Introduction Coronavirus disease 2019 has become a global threat to public health. The current study investigates alterations in the biological estimates concerning the severity, recovery, mortality, and assessment of treatment-based outcomes. Methods A case series of 165 COVID-19 patients admitted to OMI Institute (a tertiary care hospital) was conducted between May and August 2020. The data regarding demographic characteristics, comorbid conditions, radiographic abnormalities, biological estimations, symptoms, treatment, disease progression, complications, and outcomes were recorded using a structured questionnaire. Laboratory estimations included complete blood count (CBC), renal and electrolyte profile, liver function tests (LFTs), hematological indices, and inflammatory markers. Chest X-ray, electrocardiogram (ECG), and a high-resolution computed tomography (HRCT) scan were also performed, and data were extracted from the medical records. Analysis was done using the Statistical Package for the Social Sciences (SPSS) version 22.0. Results Out of the 165 COVID-19 patients, 79.4% recovered and were successfully discharged, while 20.6% of inpatient died. The patients' mean age was 56.03 ± 15.96 years, with a male majority (55.1%). The most common comorbid conditions were diabetes and hypertension; fever and dry cough were among the most frequently reported symptoms. The chest imaging findings among the severe/critical COVID-19 patients showed extensive bilateral patchy opacities. The median laboratory investigations, including neutrophil-tolymphocyte ratio (NLR) (14.83), C-reactive protein (CRP) (7.4 mg/dl), lactate dehydrogenase (LDH) (786 IU/L), ferritin (1401.15 mcg/ml), and mean oxygen saturation (88.25%), were significantly altered among cases with increased disease severity and those who expired (p<0.05). The proportion of acute respiratory distress syndrome (ARDS) and sepsis development was significantly high among severe/critical COVID-19 patients (p<0.05). Treatment with tocilizumab, remdesivir, doxycycline, ivermectin, enoxaparin sodium, and steroids was deemed to be potentially effective treatment options in terms of reducing COVID-19 severity and chances of recovery. Furthermore, age (OR 1.05; p=0.047), presence of comorbidity (OR 8.471; p=0.004), high NLR, LDH (final outcome) (OR 1.361 and 1.018; p<0.05), and CRP levels (midpoint) (OR 1.631; p=0.05) were identified as the strong predictors of death among COVID-19 patients. Conclusion The study identified several alterations in the clinical profile of the COVID-19 patients concerning severity during the hospital stay, affecting prognosis. Clinically, tocilizumab, remdesivir, doxycycline, ivermectin, enoxaparin sodium, and steroids were identified as potential therapeutic options for COVID-19 due to their ability to alter disease-associated severity and recovery rate.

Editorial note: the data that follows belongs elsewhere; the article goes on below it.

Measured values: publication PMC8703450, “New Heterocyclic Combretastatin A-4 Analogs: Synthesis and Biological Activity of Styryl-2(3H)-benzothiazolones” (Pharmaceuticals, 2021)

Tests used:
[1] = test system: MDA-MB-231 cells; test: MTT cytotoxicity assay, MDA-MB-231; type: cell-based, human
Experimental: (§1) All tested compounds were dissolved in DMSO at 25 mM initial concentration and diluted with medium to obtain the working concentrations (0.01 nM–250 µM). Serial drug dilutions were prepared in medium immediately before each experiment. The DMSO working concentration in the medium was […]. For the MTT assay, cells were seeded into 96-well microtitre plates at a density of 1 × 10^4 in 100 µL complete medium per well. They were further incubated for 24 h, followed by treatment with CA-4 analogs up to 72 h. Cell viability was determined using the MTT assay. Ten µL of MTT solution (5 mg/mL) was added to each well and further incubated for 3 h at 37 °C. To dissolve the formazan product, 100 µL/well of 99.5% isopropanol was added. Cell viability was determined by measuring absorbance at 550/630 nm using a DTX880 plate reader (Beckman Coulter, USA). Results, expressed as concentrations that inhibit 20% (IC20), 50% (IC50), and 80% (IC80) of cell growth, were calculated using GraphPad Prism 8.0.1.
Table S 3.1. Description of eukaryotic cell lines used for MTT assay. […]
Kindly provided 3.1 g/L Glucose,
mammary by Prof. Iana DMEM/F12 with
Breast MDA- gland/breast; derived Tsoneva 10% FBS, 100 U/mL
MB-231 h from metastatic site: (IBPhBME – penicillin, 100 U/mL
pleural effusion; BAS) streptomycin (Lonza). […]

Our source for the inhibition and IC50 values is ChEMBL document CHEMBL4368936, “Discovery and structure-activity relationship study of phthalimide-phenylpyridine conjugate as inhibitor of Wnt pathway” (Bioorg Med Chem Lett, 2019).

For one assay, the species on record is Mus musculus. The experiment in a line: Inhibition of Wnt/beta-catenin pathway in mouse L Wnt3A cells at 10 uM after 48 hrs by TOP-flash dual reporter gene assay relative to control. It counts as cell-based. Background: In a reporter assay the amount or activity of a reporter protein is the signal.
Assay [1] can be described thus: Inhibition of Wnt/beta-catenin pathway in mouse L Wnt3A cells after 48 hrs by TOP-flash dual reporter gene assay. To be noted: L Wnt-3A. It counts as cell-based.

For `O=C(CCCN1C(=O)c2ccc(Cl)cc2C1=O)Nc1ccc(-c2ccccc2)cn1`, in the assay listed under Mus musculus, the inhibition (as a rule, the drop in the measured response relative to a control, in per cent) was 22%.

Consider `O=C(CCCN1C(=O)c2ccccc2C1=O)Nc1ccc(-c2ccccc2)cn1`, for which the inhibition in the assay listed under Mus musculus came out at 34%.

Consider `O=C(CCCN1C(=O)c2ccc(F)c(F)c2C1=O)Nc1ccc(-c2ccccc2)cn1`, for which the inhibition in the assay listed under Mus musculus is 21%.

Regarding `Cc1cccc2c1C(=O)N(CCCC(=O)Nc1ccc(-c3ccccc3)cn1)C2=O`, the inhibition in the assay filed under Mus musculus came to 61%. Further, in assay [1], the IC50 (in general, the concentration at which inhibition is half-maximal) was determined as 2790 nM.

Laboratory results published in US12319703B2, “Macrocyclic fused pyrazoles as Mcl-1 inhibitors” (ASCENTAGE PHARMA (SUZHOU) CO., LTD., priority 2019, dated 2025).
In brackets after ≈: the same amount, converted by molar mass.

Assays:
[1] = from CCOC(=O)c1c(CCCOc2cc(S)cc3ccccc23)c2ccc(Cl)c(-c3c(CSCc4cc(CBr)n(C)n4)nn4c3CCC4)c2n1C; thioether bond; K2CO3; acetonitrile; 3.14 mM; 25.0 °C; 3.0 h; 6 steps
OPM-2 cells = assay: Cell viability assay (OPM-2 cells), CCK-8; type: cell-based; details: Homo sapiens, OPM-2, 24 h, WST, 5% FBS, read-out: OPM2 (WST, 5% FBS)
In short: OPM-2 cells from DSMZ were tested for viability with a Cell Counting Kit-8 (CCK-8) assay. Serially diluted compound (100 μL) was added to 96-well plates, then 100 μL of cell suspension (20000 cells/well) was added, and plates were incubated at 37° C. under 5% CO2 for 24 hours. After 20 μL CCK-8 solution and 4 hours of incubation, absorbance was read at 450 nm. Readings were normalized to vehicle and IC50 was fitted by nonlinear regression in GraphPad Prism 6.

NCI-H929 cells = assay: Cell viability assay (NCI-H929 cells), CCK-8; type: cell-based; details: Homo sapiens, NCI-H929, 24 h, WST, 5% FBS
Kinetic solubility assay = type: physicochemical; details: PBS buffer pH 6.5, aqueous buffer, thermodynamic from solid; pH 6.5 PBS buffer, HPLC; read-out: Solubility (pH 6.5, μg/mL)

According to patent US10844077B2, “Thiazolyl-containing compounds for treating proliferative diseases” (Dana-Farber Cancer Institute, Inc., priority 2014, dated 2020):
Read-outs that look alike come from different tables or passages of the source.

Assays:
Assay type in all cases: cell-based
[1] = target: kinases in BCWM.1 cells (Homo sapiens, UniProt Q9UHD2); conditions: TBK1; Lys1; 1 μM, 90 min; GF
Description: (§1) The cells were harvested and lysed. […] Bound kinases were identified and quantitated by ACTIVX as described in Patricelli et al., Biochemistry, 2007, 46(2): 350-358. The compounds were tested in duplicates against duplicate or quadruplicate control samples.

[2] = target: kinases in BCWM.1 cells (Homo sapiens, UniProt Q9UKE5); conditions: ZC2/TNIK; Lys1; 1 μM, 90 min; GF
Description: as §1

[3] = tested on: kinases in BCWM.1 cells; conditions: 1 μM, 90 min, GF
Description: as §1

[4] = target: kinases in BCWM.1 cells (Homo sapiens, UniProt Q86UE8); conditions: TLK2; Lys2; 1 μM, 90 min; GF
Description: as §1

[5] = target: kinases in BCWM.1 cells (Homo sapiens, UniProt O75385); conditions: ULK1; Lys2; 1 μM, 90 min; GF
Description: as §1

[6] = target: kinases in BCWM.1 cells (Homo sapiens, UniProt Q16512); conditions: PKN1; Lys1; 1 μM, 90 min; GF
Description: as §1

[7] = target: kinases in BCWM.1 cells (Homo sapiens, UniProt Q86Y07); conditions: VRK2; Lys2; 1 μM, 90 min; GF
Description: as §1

Additional Information Disclosures Human subjects: Consent was obtained or waived by all participants in this study. Medicell Institute of Diabetes, Endocrinology & Metabolism (MIDEM) issued approval IRB-005/MHS/20. The Independent Ethical Review Committee of Medicell Institute of Diabetes, Endocrinology & Metabolism (MIDEM) approved the study protocol (Reference no. IRB-005/MHS/20; Dated: 27th April 2020). Written informed consent was obtained from each patient or the next of kin before inclusion in the study. Animal subjects: All authors have confirmed that this study did not involve animal subjects or tissue. Conflicts of interest: In compliance with the ICMJE uniform disclosure form, all authors declare the following: Payment/services info: All authors have declared that no financial support was received from any organization for the submitted work. Financial relationships: All authors have declared that they have no financial relationships at present or within the previous three years with any organizations that might have an interest in the submitted work. Other relationships: All authors have declared that there are no other relationships or activities that could appear to have influenced the submitted work.
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Late treatment
is less effective